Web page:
For example, after a failed kidney transplant, a Boston woman named Karen Keegan looked to her three sons to see if one was a match and could provide her with the needed kidney. Much to her shock, I'm sure, the doctors told Karen that while her three sons were brothers, only one of the children she gave birth to was her biological son. In case you haven’t experienced it, let me tell you that childbirth is not something you forget. Luckily her doctors believed her. They began testing her other tissues for other cell types and discovered that she had different DNA in her blood versus her body’s tissue. She was a chimera.

Getting a bone marrow transplant will make you a chimera. Bone marrow contains stem cells that develop into blood cells and platelets. So for transplant patients, their diseased bone marrow is purposefully destroyed via chemotherapy and replaced with bone marrow from a donor. That donor’s bone marrow will continue making those blood cells with the donor’s DNA once it has been transplanted in its new human home. 

Getting a bone marrow transplant will make you a chimera.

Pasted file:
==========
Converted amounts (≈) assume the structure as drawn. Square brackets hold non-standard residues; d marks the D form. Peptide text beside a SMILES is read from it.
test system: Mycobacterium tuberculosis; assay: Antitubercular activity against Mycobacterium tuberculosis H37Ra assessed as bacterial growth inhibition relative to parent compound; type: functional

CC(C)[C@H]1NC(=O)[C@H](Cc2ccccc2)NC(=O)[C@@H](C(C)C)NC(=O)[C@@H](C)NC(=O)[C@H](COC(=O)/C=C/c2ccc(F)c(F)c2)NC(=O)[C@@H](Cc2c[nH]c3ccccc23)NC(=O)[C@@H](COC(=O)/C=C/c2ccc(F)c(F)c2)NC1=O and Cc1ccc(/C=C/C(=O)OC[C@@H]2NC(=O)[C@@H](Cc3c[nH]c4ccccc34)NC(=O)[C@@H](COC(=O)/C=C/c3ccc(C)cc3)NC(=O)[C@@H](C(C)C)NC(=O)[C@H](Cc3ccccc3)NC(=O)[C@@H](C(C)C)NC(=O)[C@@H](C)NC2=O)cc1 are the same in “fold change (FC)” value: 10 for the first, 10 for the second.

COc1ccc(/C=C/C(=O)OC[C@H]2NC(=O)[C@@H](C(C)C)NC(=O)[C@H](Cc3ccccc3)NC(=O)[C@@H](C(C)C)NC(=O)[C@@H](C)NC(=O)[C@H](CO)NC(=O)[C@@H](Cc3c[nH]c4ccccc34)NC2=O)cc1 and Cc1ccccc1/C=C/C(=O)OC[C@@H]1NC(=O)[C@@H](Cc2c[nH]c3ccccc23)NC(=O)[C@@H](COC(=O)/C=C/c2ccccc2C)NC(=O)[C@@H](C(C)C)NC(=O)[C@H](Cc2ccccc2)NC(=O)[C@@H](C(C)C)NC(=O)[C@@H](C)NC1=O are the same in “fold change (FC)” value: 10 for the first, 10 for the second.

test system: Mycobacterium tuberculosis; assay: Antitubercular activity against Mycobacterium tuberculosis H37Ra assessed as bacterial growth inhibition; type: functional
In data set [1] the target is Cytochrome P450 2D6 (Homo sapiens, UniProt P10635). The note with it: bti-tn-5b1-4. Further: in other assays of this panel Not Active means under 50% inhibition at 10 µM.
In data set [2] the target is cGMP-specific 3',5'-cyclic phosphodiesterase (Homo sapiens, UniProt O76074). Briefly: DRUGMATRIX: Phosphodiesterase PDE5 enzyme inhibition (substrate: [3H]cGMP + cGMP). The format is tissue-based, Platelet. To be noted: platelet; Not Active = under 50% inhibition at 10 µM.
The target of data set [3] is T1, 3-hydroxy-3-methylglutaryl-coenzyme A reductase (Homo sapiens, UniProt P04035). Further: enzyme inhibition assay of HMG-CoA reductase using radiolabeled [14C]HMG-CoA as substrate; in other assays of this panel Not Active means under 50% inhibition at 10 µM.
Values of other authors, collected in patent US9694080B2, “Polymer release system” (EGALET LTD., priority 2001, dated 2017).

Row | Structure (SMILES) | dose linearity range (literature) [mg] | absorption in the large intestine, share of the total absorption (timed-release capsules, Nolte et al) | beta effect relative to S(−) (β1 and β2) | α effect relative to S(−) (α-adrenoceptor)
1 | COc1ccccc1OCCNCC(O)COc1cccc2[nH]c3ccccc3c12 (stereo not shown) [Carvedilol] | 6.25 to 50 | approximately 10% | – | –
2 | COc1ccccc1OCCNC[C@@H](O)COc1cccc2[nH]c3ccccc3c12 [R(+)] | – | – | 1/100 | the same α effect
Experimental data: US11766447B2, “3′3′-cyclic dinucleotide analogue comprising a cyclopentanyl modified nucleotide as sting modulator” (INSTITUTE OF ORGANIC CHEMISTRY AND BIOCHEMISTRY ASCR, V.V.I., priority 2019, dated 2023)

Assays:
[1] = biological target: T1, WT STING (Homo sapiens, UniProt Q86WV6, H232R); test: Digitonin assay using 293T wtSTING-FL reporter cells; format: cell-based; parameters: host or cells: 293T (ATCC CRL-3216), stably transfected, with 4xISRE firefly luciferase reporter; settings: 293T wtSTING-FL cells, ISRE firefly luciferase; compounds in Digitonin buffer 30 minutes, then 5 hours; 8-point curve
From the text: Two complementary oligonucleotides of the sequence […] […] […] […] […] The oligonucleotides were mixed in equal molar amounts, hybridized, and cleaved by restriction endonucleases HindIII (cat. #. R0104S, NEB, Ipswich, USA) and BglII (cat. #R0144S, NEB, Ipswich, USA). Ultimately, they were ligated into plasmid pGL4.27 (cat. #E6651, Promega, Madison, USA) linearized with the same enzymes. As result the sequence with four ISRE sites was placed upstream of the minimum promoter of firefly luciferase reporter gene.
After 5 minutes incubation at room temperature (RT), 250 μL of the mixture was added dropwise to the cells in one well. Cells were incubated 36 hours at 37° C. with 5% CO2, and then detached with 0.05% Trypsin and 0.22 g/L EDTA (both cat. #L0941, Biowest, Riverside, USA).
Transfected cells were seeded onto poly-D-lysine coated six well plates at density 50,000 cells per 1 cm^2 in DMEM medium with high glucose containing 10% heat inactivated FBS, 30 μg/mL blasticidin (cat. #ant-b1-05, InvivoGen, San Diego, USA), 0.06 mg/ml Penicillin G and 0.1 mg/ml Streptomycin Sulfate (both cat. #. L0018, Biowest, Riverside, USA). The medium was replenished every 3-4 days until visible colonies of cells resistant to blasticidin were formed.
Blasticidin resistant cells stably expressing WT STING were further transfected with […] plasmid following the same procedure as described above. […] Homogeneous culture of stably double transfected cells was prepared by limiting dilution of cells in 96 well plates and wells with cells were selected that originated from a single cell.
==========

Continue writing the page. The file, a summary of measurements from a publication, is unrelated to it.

If you’ve ever gotten a blood transfusion you were, albeit temporarily, a chimera. However, our bodies are programmed to destroy foreign DNA as possible invaders and these low levels of donor DNA are quickly ousted. 

Microchimerism—when only a small amount of cells from another cell line are present—can happen in pregnancy. One study looked at tissue samples from 26 women who died while pregnant or just after giving birth. Identifying these different cell lines can be complicated, so researchers focused on women who were all mothers of sons so that any cells containing a Y chromosome could be easily associated with the baby’s cell line and not their own. They found those cells containing Y chromosomes in every single sample.